5 subsection 2 recognizes that sales by sheriffs

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5. Subsection (2) recognizes that sales by sheriffs, executors, foreclosing lienors and persons similarly situated are so out of the ordinary commercial course that their peculiar character is immediately apparent to the buyer and therefore no personal obligation is imposed upon the seller who is purporting to sell only an unknown or limited right.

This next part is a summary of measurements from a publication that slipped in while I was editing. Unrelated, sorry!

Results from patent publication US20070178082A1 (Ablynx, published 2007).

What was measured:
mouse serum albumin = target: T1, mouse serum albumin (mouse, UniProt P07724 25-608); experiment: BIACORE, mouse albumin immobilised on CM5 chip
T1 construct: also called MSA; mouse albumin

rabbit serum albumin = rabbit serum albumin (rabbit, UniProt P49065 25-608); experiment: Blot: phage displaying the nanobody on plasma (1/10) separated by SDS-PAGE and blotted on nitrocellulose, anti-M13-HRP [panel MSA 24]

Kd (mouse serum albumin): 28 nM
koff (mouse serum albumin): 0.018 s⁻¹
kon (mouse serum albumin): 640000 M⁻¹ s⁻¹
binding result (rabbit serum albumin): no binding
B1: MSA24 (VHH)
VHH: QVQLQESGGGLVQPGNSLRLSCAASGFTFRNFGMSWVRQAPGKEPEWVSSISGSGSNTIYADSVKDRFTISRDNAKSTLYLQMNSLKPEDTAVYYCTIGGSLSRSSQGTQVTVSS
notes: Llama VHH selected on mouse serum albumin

UCC Sales – Lewis 21 6. The warranty of subsection (1) is not designated as an "implied" warranty, and hence is not subject to Section 2-316(3). Disclaimer of the warranty of title is governed instead by subsection (2), which requires either specific language or the described circumstances. § 2-403. Power to Transfer; Good Faith Purchase of Goods; "Entrusting". (1) A purchaser of goods acquires all title which his transferor had or had power to transfer except that a purchaser of a limited interest acquires rights only to the extent of the interest purchased. A person with voidable title ( fraud ect.) has power to transfer a good title to a good faith purchaser for value . When goods have been delivered under a transaction of purchase the purchaser has such power even though (a) the transferor was deceived as to the identity of the purchaser, or (b) the delivery was in exchange for a check which is later dishonored, or (c) it was agreed that the transaction was to be a "cash sale", or (d) the delivery was procured through fraud punishable as larcenous under the criminal law. (2) Any entrusting of possession of goods to a merchant who deals in goods of that kind gives him power to transfer all rights of the entruster to a buyer in ordinary course of business. (3) "Entrusting" includes any delivery and any acquiescence in retention of possession regardless of any condition expressed between the parties to the delivery or acquiescence and regardless of whether the procurement of the entrusting or the possessor's disposition of the goods have been such as to be larcenous under the criminal law. NOTE: Use this provision if GOODS ARE STOLEN – Receiver of goods can never get title, liable from conversion or entrusting or voidable. (Voidable or entrusting title = good title and can keep the item) § 1-201. General Definitions: (9) " Buyer in ordinary course of business " means a person that buys goods in good faith, without knowledge that the sale violates the rights of another person in the goods, and in the ordinary course from a person, other than a pawnbroker, in the business of selling goods of that kind. A person buys goods in the ordinary course if the sale to the person comports with the usual or customary practices in the kind of business in which the seller is engaged or with the seller's own usual or customary practices. A person that sells oil, gas, or other minerals at the wellhead or minehead is a person in the business of selling goods of that kind. A buyer in ordinary course of business may buy for cash, by exchange of other property, or on secured or unsecured credit, and may acquire goods or documents of title under a preexisting contract for sale. Only a buyer that takes possession of the goods or has a right to

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